The dismissed include those who have worked in the organisation for more than 25 years; the majority of them are the sole income earners in their families. Two office-bearers of the union, assistant secretary Bhoopat Singh and assistant treasurer Om Prakash, are also among those dismissed. "We want our jobs back. None of us has accepted the cheques sent to us by the management," says Bhoopat Singh.

The union feels that its members have been targeted, as it has been, along with other unions elsewhere, opposing the increasing trend in newspaper organisations to bring employees under the contract system. "The whole working condition will change if this were to happen. Once they succeed here, this will be replicated everywhere," said Sinha. "Legally, we know we can win. We will win. This is the first casualty of allowing FDI in the print media. And this is a blow to the working class," he said.

AN informed source in the management, who did not want to be named, said the workers were not retrenched. According to him, the printing undertaking has been sold and transferred to H.T. Media Ltd. under an agreement, in accordance with Section 25-FF of the IDA. While taking over the ownership of the undertaking, H.T. Media Ltd. decided not to retain the services of the workers in the printing undertaking, which option is open to them under Section 25. Hence their services have come to an automatic end as per the Section. The source said that the Supreme Court had held that cessation of services, as a result of the transfer of undertaking, does not constitute retrenchment.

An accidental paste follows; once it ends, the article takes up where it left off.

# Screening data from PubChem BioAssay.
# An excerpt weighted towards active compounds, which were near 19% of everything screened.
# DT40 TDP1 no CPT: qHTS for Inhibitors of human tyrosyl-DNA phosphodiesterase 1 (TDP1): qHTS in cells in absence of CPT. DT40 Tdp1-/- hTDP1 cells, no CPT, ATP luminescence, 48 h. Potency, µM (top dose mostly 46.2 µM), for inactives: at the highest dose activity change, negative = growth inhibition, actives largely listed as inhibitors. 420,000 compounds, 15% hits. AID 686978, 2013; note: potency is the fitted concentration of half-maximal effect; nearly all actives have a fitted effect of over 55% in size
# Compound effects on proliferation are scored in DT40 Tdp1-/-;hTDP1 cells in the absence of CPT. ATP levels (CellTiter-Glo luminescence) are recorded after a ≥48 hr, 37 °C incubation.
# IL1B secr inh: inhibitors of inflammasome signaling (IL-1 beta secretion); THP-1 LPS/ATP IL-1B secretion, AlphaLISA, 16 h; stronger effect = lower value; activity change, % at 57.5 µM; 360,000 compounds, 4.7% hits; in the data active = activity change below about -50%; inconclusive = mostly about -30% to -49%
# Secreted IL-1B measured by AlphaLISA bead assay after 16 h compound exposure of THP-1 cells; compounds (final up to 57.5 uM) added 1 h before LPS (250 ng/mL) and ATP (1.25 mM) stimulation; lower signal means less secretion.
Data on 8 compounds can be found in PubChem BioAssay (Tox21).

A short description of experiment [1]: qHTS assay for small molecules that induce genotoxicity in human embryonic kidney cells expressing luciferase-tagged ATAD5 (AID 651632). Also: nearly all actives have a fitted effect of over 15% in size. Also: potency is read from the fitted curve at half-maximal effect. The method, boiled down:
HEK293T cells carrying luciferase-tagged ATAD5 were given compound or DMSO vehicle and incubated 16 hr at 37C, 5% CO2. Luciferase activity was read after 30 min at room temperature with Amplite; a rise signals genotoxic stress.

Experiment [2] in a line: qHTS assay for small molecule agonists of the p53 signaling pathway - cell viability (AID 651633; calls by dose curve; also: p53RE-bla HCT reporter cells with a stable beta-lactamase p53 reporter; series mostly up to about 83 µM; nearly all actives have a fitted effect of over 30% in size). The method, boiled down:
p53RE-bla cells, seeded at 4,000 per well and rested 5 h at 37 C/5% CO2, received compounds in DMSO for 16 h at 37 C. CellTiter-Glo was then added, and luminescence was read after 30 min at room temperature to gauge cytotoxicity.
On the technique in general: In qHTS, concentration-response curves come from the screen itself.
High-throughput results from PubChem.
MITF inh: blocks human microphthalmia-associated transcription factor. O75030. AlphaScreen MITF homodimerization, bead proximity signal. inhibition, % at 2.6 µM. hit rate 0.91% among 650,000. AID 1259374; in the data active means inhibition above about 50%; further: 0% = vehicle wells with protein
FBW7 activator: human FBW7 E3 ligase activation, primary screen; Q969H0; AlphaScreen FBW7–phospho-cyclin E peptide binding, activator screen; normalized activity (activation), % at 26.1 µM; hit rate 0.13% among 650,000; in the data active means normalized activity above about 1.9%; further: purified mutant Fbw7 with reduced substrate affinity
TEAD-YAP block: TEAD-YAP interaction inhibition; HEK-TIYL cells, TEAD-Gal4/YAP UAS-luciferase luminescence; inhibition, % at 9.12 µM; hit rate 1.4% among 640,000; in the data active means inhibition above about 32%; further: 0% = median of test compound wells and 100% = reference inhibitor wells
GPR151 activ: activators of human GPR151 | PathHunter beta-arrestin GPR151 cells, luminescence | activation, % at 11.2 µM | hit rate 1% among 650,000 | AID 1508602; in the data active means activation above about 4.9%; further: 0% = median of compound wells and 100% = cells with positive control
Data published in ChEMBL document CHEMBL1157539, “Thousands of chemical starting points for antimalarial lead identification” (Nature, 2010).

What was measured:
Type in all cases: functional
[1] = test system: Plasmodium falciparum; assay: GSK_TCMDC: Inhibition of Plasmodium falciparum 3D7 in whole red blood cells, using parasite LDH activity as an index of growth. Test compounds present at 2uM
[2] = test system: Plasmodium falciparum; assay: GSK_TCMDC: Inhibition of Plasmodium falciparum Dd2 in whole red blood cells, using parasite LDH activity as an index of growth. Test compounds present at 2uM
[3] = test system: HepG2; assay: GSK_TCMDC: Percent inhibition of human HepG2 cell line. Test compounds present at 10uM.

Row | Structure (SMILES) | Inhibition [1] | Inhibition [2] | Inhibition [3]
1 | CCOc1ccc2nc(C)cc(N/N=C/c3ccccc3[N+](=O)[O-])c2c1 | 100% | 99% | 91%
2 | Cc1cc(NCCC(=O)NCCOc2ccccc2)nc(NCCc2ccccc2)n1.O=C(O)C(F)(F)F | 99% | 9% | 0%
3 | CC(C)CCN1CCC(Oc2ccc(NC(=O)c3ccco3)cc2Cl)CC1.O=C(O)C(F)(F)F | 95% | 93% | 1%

The management source explained that while taking over the media business, under an agreement dated August 15, 2003, H.T. Media Ltd. agreed to retain all the employees of Hindustan Times Ltd., including those working in the printing undertaking in H.T. House, with their existing terms and conditions and continuity of service. Out of a total 3,200 people employed across India, about 2,400 employees accepted this offer. However, the source said, union members at the Delhi centre declined the offer. As a result, Hindustan Times Ltd. signed a service agreement to hand over printing services to H.T. Media Ltd. up to August 2, 2004. According to the source, H.T. Media Ltd. terminated this agreement on August 2, 2004, on the grounds that printing by Hindustan Times Ltd. was economically unviable and since then the entire printing of newspapers is being done by H.T. Media Ltd. itself. Workers of the printing undertaking at H.T. House were sitting idle since August 2.

The HTEU avers that the workers were not opposed to working in the printing presses at Gurgaon and Noida. The termination notice, said Sinha, itself indicated that the workers had not declined to work and it was the management that decided to dismiss them. Dev Roye, national secretary of the Centre of Indian Trade Unions (CITU), said that there appeared to be no major situational change in the activities of the group. It did not appear to have closed down and neither were the activities related to the newspaper altered. Why should the workers suffer? he asked. Roye said that if permanent employees were dealt with in such a manner in a leading segment of the newspaper industry, it was a matter of concern.